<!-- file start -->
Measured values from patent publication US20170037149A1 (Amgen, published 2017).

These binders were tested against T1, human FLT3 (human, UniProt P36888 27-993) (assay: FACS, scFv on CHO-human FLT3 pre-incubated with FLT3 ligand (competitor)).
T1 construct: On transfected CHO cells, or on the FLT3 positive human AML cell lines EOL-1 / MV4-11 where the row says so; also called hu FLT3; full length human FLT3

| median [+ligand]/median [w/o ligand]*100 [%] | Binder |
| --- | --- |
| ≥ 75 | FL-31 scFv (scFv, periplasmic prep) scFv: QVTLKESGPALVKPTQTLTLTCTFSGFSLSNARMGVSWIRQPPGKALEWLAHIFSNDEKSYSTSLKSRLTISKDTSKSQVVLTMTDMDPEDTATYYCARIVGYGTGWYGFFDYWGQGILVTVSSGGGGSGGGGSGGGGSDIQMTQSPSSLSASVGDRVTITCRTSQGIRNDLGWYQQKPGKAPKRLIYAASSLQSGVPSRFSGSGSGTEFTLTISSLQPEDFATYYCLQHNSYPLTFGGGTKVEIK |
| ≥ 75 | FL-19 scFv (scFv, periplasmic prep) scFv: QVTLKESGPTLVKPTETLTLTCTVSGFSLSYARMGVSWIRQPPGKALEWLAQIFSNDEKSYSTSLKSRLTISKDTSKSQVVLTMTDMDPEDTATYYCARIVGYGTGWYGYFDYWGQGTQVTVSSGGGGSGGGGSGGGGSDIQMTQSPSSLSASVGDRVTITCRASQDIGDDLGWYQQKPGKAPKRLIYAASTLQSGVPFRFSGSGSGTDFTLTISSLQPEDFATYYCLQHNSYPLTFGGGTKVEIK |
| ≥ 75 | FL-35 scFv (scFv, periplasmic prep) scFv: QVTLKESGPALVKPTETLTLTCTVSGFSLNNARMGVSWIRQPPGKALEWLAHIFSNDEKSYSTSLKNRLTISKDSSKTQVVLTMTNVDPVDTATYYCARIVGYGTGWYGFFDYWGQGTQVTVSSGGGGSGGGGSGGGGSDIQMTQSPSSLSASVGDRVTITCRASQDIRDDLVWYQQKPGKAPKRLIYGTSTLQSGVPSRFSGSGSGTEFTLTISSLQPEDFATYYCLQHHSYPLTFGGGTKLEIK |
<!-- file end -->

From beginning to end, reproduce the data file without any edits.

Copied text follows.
Measured values from patent publication US20170037149A1 (Amgen, published 2017).

These binders were tested against T1, human FLT3 (human, UniProt P36888 27-993) (assay: FACS, scFv on CHO-human FLT3 pre-incubated with FLT3 ligand (competitor)).
T1 construct: On transfected CHO cells, or on the FLT3 positive human AML cell lines EOL-1 / MV4-11 where the row says so; also called hu FLT3; full length human FLT3

| median [+ligand]/median [w/o ligand]*100 [%] | Binder |
| --- | --- |
| ≥ 75 | FL-31 scFv (scFv, periplasmic prep) scFv: QVTLKESGPALVKPTQTLTLTCTFSGFSLSNARMGVSWIRQPPGKALEWLAHIFSNDEKSYSTSLKSRLTISKDTSKSQVVLTMTDMDPEDTATYYCARIVGYGTGWYGFFDYWGQGILVTVSSGGGGSGGGGSGGGGSDIQMTQSPSSLSASVGDRVTITCRTSQGIRNDLGWYQQKPGKAPKRLIYAASSLQSGVPSRFSGSGSGTEFTLTISSLQPEDFATYYCLQHNSYPLTFGGGTKVEIK |
| ≥ 75 | FL-19 scFv (scFv, periplasmic prep) scFv: QVTLKESGPTLVKPTETLTLTCTVSGFSLSYARMGVSWIRQPPGKALEWLAQIFSNDEKSYSTSLKSRLTISKDTSKSQVVLTMTDMDPEDTATYYCARIVGYGTGWYGYFDYWGQGTQVTVSSGGGGSGGGGSGGGGSDIQMTQSPSSLSASVGDRVTITCRASQDIGDDLGWYQQKPGKAPKRLIYAASTLQSGVPFRFSGSGSGTDFTLTISSLQPEDFATYYCLQHNSYPLTFGGGTKVEIK |
| ≥ 75 | FL-35 scFv (scFv, periplasmic prep) scFv: QVTLKESGPALVKPTETLTLTCTVSGFSLNNARMGVSWIRQPPGKALEWLAHIFSNDEKSYSTSLKNRLTISKDSSKTQVVLTMTNVDPVDTATYYCARIVGYGTGWYGFFDYWGQGTQVTVSSGGGGSGGGGSGGGGSDIQMTQSPSSLSASVGDRVTITCRASQDIRDDLVWYQQKPGKAPKRLIYGTSTLQSGVPSRFSGSGSGTEFTLTISSLQPEDFATYYCLQHHSYPLTFGGGTKLEIK |